Posted by Larry Doyle on January 29, 2009 8:53 PM |
Growing up as one of eight kids, seven boys, dinnertime was always interesting. More often than not, milk was spilled, vegetables were hidden, and you better not be late because the food went quickly. Every week to ten days, get ready for leftovers.
In a similar vein, today’s market activity, economic news, and financial stories felt like one of those “leftover” dinners. There is still plenty of juice in the meat, but we have already seen some of these items. Let me put some ketchup, A-1, black pepper, and worcestershire out here to spice things up.
The stock market on Thursday totally reversed Wednesday’s upward move. Does that mean investors are discounting the concept of Bank Transition that we discussed the other day? Not at all. In fact, I still have “reason for optimism” because an entity like Bank Transition is critically important to rebuilding the financial foundation of our country. If anybody wants to reread that piece, though, don’t overlook the fact that I said we will still experience serious economic pain for an extended period. That said, if we want to come out on the other side of this, sooner rather than later and in better shape, we need Bank Transition. Hopefully, readers can understand the context of my writing. I am not a day trader. I still think we will likely see the lows seen on November 20th. The mere fact that Bank Transition will likely be launched gives me reason for optimism. I hope that clarifies things. If not, please don’t be bashful.
The best performing sectors of the market on Thursday were focused on renewable energy and gold. The worst performing sectors were in recreational products and real estate services.
The longer maturities within the government bond market continued to sell off hard. The 10-year government bond is now back to near 2.9%, while the 30-year government bond is near 3.6%. Each of these rates is up approximately 1% in the last 3 weeks. Why?? Massive deficit spending and the resulting enormous government demand for money, both here and around the world. This demand will likely drive these rates even higher and “crowd out” private borrowers thus keeping corporate, consumer, and municipal rates at elevated levels, as well.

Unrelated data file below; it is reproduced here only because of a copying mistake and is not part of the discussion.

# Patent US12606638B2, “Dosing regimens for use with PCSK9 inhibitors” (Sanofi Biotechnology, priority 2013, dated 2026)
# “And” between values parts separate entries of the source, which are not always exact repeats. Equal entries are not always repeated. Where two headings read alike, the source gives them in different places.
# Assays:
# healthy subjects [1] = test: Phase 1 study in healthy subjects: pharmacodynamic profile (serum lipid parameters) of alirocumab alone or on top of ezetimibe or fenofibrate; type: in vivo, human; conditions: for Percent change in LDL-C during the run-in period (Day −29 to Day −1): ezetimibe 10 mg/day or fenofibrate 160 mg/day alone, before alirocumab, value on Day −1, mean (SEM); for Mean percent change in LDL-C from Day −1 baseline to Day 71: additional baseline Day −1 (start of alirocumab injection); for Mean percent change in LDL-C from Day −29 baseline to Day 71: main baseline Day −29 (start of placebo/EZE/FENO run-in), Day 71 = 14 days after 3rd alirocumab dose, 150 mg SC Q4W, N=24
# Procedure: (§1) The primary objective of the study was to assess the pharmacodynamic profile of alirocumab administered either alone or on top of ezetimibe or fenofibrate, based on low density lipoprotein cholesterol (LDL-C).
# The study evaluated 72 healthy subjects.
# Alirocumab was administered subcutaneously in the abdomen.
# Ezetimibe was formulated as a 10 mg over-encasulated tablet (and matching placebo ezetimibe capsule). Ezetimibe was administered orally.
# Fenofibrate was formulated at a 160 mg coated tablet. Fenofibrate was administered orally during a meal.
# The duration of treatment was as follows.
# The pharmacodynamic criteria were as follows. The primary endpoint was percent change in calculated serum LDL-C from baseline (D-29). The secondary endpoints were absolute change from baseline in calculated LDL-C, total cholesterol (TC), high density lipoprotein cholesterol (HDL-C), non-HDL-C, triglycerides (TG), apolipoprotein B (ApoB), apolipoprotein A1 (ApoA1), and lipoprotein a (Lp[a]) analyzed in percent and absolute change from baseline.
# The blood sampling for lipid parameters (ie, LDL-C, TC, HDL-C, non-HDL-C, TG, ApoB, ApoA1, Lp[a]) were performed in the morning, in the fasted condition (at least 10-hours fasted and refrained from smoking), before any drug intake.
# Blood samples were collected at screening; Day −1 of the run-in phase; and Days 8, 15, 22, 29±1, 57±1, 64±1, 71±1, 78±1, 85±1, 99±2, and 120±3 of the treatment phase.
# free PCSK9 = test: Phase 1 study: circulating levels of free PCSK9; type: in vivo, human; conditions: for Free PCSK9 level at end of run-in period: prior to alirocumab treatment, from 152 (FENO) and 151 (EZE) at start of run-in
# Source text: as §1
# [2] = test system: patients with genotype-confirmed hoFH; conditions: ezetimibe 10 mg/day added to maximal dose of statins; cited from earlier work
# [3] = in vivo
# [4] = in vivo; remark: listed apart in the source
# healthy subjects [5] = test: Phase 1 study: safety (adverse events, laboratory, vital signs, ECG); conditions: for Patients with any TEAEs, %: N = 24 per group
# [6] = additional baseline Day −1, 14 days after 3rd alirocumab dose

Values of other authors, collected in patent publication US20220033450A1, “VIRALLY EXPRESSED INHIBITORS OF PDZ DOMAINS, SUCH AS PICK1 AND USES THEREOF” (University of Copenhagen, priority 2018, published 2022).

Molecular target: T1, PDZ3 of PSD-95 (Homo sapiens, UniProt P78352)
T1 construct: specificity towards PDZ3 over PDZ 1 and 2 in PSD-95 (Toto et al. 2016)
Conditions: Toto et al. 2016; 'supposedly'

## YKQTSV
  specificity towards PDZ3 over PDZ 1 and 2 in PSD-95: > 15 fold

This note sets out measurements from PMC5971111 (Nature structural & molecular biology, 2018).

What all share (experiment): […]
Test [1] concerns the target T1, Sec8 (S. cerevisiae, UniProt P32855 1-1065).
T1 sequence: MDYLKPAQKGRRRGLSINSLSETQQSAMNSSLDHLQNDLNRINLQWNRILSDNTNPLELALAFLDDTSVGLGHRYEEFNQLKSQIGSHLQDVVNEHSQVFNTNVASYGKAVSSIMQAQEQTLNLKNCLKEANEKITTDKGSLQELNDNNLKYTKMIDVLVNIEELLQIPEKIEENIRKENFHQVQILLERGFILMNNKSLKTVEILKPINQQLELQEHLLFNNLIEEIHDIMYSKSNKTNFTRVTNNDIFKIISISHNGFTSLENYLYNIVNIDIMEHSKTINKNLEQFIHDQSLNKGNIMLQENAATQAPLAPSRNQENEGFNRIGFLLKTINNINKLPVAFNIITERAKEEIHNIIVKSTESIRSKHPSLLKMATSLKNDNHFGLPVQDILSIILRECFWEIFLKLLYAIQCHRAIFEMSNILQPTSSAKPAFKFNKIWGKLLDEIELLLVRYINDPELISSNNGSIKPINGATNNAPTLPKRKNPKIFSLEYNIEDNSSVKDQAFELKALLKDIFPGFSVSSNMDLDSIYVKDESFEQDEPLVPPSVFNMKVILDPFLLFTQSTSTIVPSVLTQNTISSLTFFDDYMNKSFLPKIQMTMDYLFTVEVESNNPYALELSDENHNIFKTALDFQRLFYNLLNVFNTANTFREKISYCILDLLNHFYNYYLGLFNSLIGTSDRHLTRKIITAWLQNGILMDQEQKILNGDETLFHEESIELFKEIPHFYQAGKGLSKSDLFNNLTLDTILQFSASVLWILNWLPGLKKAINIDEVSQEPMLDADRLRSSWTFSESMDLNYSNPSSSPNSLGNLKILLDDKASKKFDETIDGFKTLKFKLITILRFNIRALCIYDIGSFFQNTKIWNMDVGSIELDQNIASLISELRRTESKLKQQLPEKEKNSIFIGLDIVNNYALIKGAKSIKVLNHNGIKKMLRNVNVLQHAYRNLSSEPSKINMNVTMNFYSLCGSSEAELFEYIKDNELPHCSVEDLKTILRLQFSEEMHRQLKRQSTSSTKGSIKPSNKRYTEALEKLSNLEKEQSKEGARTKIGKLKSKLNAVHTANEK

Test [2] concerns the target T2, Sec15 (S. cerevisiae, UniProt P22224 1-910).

A loyal reader shared a piece with us yesterday on the consternation within the Chinese investment community over the financial issues within our country and the resulting underperformance of Chinese investments in our markets. This consternation caused the Chinese to sell a fair amount of assets and move into lower yielding Treasury securities. The Chinese economic minister speaking at the World Economic Forum in Davos, Switzerland was not overly enthused about our new Treasury Secretary taking them to task about the value of the Chinese yuan. This “dilemma” continues to evolve. We’ll be watching and we thank our reader for sharing that article.
Mr. Soros commented that the Euro may not survive without a global plan for dealing with toxic debt. This is the same financier who has made massive bets across a wide array of markets over the course of his career and then proceeded to talk his position. Not that many financiers do not do the exact same thing, but prior to any news source asking him his opinion, they should ask him his “financial position” so that his opinion can be taken with the pound of salt it deserves.
President Obama called Wall Street bonuses recently paid out “shameful.” Congressman Christopher Dodd indicated that he is looking for every legal means to reclaim bankers’ bonuses. I will grant you that the manner in which certain firms and certain executives have handled bonus payments is shameful. However, for both President Obama and Congressman Dodd to issue blanket statements like that is the height of pandering.
Let me remind both of them that certain firms did not want government money but were compelled to take it. Let me also remind them that they were the two single greatest recipients of money from Freddie and Fannie. Yes, the same Freddie and Fannie that have come back for more and more money as their mortgage portfolios sink deeper into oblivion because their colleague Barney Frank wanted to “roll the dice.” Let me also remind Mr. Dodd that he STILL owes the American public an answer about the VIP mortgage he received from Countrywide under the “friends of Angelo” program. Please keep the pandering to a minimum and be honest with the American public on those issues. In doing so, perhaps some greater credibility may be gained.
As President Obama said in his inaugural speech, those who handle the public’s money “will be held to account.”